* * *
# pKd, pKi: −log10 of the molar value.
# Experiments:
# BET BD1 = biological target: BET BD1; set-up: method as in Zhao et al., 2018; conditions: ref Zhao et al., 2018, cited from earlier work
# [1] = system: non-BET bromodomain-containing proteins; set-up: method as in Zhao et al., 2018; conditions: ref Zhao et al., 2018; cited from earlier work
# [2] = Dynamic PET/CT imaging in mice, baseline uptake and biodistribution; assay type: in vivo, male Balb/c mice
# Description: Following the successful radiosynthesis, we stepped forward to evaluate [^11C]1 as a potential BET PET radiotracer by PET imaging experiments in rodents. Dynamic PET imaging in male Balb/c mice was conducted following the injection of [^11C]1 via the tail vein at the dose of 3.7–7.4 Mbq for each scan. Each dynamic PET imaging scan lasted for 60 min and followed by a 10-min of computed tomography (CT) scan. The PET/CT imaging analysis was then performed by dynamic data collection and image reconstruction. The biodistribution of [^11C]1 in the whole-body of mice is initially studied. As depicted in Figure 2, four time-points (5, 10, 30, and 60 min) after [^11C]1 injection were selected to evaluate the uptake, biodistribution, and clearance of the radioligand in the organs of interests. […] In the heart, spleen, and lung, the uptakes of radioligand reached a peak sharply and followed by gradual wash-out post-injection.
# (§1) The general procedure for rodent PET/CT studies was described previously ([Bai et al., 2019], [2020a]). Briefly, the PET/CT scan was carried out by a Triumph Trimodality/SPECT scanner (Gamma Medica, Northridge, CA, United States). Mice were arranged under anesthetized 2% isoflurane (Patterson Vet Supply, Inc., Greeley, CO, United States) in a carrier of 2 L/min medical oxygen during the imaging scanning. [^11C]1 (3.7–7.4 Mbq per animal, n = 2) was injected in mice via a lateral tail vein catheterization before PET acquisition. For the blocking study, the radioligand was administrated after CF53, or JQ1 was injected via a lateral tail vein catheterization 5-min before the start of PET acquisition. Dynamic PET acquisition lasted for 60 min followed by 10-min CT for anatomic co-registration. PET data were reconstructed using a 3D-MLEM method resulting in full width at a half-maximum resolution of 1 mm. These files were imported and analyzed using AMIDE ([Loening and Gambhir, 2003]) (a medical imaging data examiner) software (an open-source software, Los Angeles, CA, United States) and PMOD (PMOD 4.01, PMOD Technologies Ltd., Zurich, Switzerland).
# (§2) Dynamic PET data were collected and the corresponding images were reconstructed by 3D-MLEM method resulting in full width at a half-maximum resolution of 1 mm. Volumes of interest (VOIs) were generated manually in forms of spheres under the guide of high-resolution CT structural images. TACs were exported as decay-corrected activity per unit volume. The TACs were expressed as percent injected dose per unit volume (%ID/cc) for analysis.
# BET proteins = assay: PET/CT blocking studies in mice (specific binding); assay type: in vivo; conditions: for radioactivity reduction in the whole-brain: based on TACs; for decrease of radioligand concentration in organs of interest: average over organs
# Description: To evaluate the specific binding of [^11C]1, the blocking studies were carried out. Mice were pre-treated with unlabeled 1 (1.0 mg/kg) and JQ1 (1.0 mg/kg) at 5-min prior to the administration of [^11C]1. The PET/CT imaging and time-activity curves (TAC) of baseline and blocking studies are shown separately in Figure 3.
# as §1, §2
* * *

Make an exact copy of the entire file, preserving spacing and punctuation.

# pKd, pKi: −log10 of the molar value.
# Experiments:
# BET BD1 = biological target: BET BD1; set-up: method as in Zhao et al., 2018; conditions: ref Zhao et al., 2018, cited from earlier work
# [1] = system: non-BET bromodomain-containing proteins; set-up: method as in Zhao et al., 2018; conditions: ref Zhao et al., 2018; cited from earlier work
# [2] = Dynamic PET/CT imaging in mice, baseline uptake and biodistribution; assay type: in vivo, male Balb/c mice
# Description: Following the successful radiosynthesis, we stepped forward to evaluate [^11C]1 as a potential BET PET radiotracer by PET imaging experiments in rodents. Dynamic PET imaging in male Balb/c mice was conducted following the injection of [^11C]1 via the tail vein at the dose of 3.7–7.4 Mbq for each scan. Each dynamic PET imaging scan lasted for 60 min and followed by a 10-min of computed tomography (CT) scan. The PET/CT imaging analysis was then performed by dynamic data collection and image reconstruction. The biodistribution of [^11C]1 in the whole-body of mice is initially studied. As depicted in Figure 2, four time-points (5, 10, 30, and 60 min) after [^11C]1 injection were selected to evaluate the uptake, biodistribution, and clearance of the radioligand in the organs of interests. […] In the heart, spleen, and lung, the uptakes of radioligand reached a peak sharply and followed by gradual wash-out post-injection.
# (§1) The general procedure for rodent PET/CT studies was described previously ([Bai et al., 2019], [2020a]). Briefly, the PET/CT scan was carried out by a Triumph Trimodality/SPECT scanner (Gamma Medica, Northridge, CA, United States). Mice were arranged under anesthetized 2% isoflurane (Patterson Vet Supply, Inc., Greeley, CO, United States) in a carrier of 2 L/min medical oxygen during the imaging scanning. [^11C]1 (3.7–7.4 Mbq per animal, n = 2) was injected in mice via a lateral tail vein catheterization before PET acquisition. For the blocking study, the radioligand was administrated after CF53, or JQ1 was injected via a lateral tail vein catheterization 5-min before the start of PET acquisition. Dynamic PET acquisition lasted for 60 min followed by 10-min CT for anatomic co-registration. PET data were reconstructed using a 3D-MLEM method resulting in full width at a half-maximum resolution of 1 mm. These files were imported and analyzed using AMIDE ([Loening and Gambhir, 2003]) (a medical imaging data examiner) software (an open-source software, Los Angeles, CA, United States) and PMOD (PMOD 4.01, PMOD Technologies Ltd., Zurich, Switzerland).
# (§2) Dynamic PET data were collected and the corresponding images were reconstructed by 3D-MLEM method resulting in full width at a half-maximum resolution of 1 mm. Volumes of interest (VOIs) were generated manually in forms of spheres under the guide of high-resolution CT structural images. TACs were exported as decay-corrected activity per unit volume. The TACs were expressed as percent injected dose per unit volume (%ID/cc) for analysis.
# BET proteins = assay: PET/CT blocking studies in mice (specific binding); assay type: in vivo; conditions: for radioactivity reduction in the whole-brain: based on TACs; for decrease of radioligand concentration in organs of interest: average over organs
# Description: To evaluate the specific binding of [^11C]1, the blocking studies were carried out. Mice were pre-treated with unlabeled 1 (1.0 mg/kg) and JQ1 (1.0 mg/kg) at 5-min prior to the administration of [^11C]1. The PET/CT imaging and time-activity curves (TAC) of baseline and blocking studies are shown separately in Figure 3.
# as §1, §2